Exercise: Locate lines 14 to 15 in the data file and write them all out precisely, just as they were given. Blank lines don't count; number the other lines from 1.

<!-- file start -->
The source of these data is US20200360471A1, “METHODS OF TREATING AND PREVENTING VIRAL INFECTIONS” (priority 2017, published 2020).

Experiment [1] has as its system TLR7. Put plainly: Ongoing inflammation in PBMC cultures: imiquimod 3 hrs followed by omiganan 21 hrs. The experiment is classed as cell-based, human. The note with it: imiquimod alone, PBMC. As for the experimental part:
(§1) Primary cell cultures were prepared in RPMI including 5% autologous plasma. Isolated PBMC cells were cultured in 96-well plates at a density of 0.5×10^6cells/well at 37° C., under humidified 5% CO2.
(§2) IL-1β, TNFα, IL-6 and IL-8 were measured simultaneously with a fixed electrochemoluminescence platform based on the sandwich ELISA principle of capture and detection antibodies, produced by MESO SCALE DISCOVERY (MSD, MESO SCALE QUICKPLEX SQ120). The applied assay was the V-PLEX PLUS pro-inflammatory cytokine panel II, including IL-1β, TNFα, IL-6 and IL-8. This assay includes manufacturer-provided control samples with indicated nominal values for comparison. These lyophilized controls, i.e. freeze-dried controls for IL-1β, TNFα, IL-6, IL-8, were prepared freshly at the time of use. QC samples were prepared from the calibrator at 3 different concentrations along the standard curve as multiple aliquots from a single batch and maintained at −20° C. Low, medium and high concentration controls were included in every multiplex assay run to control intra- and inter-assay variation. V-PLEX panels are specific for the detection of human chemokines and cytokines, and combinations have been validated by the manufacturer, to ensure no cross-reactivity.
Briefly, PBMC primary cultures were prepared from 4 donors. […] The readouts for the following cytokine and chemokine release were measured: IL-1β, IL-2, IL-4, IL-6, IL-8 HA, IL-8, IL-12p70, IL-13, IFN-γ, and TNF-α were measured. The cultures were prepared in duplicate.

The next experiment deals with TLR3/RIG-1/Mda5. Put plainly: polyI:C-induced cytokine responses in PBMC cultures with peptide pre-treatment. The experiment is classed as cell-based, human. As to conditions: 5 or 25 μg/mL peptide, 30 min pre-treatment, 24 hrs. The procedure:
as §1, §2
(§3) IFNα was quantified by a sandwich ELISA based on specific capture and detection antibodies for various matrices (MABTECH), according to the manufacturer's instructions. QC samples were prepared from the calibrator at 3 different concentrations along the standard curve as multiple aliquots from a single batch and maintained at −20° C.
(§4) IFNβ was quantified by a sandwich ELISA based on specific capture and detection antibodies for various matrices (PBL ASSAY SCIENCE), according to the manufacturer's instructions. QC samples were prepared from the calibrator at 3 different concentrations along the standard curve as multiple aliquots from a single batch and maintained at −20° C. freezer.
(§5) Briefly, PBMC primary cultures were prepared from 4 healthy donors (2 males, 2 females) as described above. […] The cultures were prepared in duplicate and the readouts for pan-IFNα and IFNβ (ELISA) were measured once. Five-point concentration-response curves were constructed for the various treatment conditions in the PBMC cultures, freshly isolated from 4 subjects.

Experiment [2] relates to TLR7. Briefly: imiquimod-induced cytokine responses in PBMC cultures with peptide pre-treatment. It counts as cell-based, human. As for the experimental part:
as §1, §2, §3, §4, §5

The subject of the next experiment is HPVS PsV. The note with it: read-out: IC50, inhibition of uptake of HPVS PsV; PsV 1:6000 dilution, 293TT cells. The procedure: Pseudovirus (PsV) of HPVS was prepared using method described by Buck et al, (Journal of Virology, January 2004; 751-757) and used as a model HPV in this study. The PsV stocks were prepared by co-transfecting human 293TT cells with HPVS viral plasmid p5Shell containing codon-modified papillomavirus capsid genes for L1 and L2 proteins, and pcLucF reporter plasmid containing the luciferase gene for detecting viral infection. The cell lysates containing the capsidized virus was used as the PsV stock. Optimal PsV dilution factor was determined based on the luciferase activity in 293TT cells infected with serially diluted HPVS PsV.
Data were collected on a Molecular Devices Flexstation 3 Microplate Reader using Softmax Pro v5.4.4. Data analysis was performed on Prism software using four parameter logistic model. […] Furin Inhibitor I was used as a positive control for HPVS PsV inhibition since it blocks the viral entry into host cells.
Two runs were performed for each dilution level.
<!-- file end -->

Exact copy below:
Data were collected on a Molecular Devices Flexstation 3 Microplate Reader using Softmax Pro v5.4.4. Data analysis was performed on Prism software using four parameter logistic model. […] Furin Inhibitor I was used as a positive control for HPVS PsV inhibition since it blocks the viral entry into host cells.
Two runs were performed for each dilution level.